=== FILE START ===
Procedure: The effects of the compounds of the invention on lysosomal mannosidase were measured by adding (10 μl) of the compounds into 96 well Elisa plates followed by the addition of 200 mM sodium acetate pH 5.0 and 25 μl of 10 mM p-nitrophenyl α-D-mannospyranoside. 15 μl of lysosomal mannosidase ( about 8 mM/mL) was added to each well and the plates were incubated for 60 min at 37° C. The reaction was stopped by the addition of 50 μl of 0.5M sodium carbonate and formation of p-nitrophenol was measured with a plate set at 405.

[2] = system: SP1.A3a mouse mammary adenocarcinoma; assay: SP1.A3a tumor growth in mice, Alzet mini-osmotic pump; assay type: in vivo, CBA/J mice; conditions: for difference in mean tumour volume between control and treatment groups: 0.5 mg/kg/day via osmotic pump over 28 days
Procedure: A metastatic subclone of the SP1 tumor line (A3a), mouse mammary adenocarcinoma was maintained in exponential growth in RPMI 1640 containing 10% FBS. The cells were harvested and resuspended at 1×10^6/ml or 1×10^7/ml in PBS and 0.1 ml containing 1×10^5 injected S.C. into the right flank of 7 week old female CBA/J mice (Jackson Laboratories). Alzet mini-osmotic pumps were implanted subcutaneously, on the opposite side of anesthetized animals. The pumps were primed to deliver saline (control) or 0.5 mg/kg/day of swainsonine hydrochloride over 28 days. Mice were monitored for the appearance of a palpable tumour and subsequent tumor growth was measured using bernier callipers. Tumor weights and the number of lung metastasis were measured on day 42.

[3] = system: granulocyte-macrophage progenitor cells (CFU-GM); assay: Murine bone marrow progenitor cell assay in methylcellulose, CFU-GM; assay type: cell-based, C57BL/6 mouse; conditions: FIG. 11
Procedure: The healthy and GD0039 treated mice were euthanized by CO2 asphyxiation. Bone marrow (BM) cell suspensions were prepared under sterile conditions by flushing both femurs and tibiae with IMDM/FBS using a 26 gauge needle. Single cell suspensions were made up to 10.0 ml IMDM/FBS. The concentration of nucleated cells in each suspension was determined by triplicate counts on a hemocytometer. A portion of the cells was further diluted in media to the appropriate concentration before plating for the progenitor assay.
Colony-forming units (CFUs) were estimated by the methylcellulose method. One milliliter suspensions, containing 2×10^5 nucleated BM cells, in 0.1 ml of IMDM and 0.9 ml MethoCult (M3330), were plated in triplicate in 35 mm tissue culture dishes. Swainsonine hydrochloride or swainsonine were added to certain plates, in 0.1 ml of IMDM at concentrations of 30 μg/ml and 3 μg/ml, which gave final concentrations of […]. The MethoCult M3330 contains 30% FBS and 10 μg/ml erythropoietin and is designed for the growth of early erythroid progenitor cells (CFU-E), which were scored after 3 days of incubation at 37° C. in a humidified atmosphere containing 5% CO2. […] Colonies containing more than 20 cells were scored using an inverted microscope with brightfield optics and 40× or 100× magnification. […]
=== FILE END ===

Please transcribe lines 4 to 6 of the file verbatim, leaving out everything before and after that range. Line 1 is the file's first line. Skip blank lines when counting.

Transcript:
[3] = system: granulocyte-macrophage progenitor cells (CFU-GM); assay: Murine bone marrow progenitor cell assay in methylcellulose, CFU-GM; assay type: cell-based, C57BL/6 mouse; conditions: FIG. 11
Procedure: The healthy and GD0039 treated mice were euthanized by CO2 asphyxiation. Bone marrow (BM) cell suspensions were prepared under sterile conditions by flushing both femurs and tibiae with IMDM/FBS using a 26 gauge needle. Single cell suspensions were made up to 10.0 ml IMDM/FBS. The concentration of nucleated cells in each suspension was determined by triplicate counts on a hemocytometer. A portion of the cells was further diluted in media to the appropriate concentration before plating for the progenitor assay.
Colony-forming units (CFUs) were estimated by the methylcellulose method. One milliliter suspensions, containing 2×10^5 nucleated BM cells, in 0.1 ml of IMDM and 0.9 ml MethoCult (M3330), were plated in triplicate in 35 mm tissue culture dishes. Swainsonine hydrochloride or swainsonine were added to certain plates, in 0.1 ml of IMDM at concentrations of 30 μg/ml and 3 μg/ml, which gave final concentrations of […]. The MethoCult M3330 contains 30% FBS and 10 μg/ml erythropoietin and is designed for the growth of early erythroid progenitor cells (CFU-E), which were scored after 3 days of incubation at 37° C. in a humidified atmosphere containing 5% CO2. […] Colonies containing more than 20 cells were scored using an inverted microscope with brightfield optics and 40× or 100× magnification. […]